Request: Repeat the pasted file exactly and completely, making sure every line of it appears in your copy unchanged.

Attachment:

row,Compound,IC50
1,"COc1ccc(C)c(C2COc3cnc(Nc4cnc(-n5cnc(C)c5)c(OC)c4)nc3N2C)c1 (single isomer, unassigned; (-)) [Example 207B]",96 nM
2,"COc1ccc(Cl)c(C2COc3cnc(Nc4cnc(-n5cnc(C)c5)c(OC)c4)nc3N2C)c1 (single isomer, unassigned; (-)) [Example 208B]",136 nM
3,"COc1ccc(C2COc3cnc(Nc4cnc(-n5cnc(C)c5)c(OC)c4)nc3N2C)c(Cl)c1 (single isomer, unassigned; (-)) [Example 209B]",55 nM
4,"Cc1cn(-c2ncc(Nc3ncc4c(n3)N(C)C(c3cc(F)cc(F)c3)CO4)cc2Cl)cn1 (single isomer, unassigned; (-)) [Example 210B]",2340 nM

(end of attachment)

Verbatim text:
row,Compound,IC50
1,"COc1ccc(C)c(C2COc3cnc(Nc4cnc(-n5cnc(C)c5)c(OC)c4)nc3N2C)c1 (single isomer, unassigned; (-)) [Example 207B]",96 nM
2,"COc1ccc(Cl)c(C2COc3cnc(Nc4cnc(-n5cnc(C)c5)c(OC)c4)nc3N2C)c1 (single isomer, unassigned; (-)) [Example 208B]",136 nM
3,"COc1ccc(C2COc3cnc(Nc4cnc(-n5cnc(C)c5)c(OC)c4)nc3N2C)c(Cl)c1 (single isomer, unassigned; (-)) [Example 209B]",55 nM
4,"Cc1cn(-c2ncc(Nc3ncc4c(n3)N(C)C(c3cc(F)cc(F)c3)CO4)cc2Cl)cn1 (single isomer, unassigned; (-)) [Example 210B]",2340 nM